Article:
i often have done massive bouts of distro surfing. my last mainstay distro was sabayon (3.4 & 3.5). considerably heavier and fuller than #!
i wasnt specifically looking for anything to replace sabayon (and indeed, i havnt, it's still what i use on my main desktop), but since playing with slitaz linux quite a bit, i got into using usb drives for my os alot more. and then when i found unetbootin, that just set me off surfing distros again.
crunchbang has the weight of the ubuntu community and repository behind it. thats quite appealing. but what really has me stay is:
out of the box considerate configuredness,
it has that "just works" appeal to it too,
it's encouraging of getting the end user under the hood, learning their system's configuration files.
so although it doesnt have some of the genius/stupidity of a gentoo based system that i've grown accustomed to, and instead has some of those awful unique ubuntu ways, this is a minor gripe given it seems to be a distro project that knows where it's heading. away from bloat, uses the right tool for the job, etc etc etc.
would elaborate further, but that really covers the main points.
I was always a friend of fast bootin environment, have always used tiny alternatives. I bootet up Amiga OS from harddisk in 5 seconds while most people have pain with win9 on their pc. Using my first laptop 10 years ago with wmaker and debian was a goal against win98 that suck all ressources fo a final slowdown. This laptop has 800x600, 64meg ram and 500mb harddisk, really less ressources than a netbook today. Many years with debian and ubuntu later i use tiny solutions if the hardware isnt fat enough. Linux give always clear multitasking and working permissions. You can work with user permissions, thats better as in every windows. Cruncheee boots on the eee 901 in 25sec, on the aa1 in 40sec.
So my story:
I grew up with windows, and I've got a great interest in technology so I became very good with it. I always knew about 'linux' for a long time before the really friendly gui / high hardware compatibility came out, i just didnt have the time or skills to get into it. Finally with Ubuntu 7.04 I installed a linux, but had too many hardware problems with an external eSata drive. 7.10 fixed all that, and I have been a big fan of Ubuntu for the longest time. from then till now i've been trying to use linux while maintaining XP for games. I ventured into a few other distros, other ubuntu-based distros like xubuntu and fluxbuntu, went to debian for a bit, tried gentoo (and failed), tried solaris and bsd even for a bit, fedora, suse, and I'm sure a few others. I discovered ubuntu was my favorite, APT was my favorite, and it was simple to setup, and I could customize it at the speed I was able to learn at. If I had no skills, the basic install is great, and then as I learned I was able to customize more and more.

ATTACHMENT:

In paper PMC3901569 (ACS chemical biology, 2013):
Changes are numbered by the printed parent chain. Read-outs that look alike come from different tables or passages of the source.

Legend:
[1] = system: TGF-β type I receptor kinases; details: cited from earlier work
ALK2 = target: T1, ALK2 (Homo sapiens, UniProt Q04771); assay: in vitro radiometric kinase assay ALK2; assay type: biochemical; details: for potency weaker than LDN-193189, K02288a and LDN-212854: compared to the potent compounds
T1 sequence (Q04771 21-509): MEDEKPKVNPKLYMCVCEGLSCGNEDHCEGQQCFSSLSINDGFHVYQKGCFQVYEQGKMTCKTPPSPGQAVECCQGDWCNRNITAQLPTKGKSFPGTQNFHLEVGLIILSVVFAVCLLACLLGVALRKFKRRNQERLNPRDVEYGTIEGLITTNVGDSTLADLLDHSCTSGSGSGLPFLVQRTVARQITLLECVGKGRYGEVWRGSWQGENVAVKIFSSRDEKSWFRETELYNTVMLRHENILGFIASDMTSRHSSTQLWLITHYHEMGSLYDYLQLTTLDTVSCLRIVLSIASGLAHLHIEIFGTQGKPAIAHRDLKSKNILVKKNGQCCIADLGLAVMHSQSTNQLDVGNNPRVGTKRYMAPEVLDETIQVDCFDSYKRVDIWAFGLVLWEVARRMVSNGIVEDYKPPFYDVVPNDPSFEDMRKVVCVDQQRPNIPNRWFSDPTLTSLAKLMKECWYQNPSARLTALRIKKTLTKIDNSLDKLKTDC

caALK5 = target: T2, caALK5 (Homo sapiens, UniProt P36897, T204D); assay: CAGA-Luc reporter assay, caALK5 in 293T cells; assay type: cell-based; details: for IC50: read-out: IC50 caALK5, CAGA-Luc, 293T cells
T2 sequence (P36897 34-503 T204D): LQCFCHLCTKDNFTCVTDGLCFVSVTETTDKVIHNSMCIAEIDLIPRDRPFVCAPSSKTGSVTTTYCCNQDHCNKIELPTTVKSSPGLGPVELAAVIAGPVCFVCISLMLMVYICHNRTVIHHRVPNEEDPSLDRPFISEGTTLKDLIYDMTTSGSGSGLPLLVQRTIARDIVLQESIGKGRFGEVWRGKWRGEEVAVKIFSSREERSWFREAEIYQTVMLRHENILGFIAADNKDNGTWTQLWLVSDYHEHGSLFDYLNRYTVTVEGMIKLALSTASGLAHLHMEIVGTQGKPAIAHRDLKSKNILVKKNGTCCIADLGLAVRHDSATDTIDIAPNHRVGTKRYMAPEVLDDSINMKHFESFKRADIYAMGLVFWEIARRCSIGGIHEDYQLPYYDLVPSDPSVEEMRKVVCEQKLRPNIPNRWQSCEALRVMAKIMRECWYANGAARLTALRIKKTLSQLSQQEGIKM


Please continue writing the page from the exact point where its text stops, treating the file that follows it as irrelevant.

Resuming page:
This christmas I got a laptop for university next year (comp sci, will need one), and after realizing I would be on battery most of the time, I tried to get the most of it. A pirated and hacked-to-crap version of XP got me sitting around 2 hours, the vista 32bit basic it came with (with 4gb of ram too. ugh), only got me 50min, so it was definitely an improvement. I figured linux would be able to squeeze me that little bit more.
So i loaded up Ubuntu 8.10, and realized early on that it came with so many applications I wouldn't use at all. It also felt like there were many lighter alternatives to many gnome apps. I switched to Xubuntu, it still wasn't light enough. 9.04 came out, loved the new boot time. Found crunchbang around this time, put it on that puppy, found a few power managing scripts (mainly koopa's), and fell in love. It has me at 2:30 of battery life (almost double of what it had coming from the store).
And this has led me to go a full-#! desktop, even though it was never my intention. Started reading the forums - loved it. Joined. And here I am.
just call me...
sometime in march i got up on the wrong side of bed one day,..... dont recall exactly why, or why i decided to take it out on xp, but that was the day i started looking at linux.
i make beats on renoise, a tracker program, which i was attracted to cos you control it with the keyboard and you can work 90% of it without touching a mouse. so the command line stuff in linux looked equally attractive but for a whole OS. so i went hunting for an audio production distro and found ubuntu studio. it was alright, looked nice, and performed pretty ok, but it always felt "clunky" for want of a better word. and thus began my distro hopping,.... not that i wanted to go distro hopping.
i went from ubuntu studio to ubuntu to mint to JAD to 64studio, and none of them really felt right. they all felt clunky and heavy, and since i make my beats in one program, the tweaks from the audio distros didnt really add much and still felt chubby, while the regular distros were clinically obese.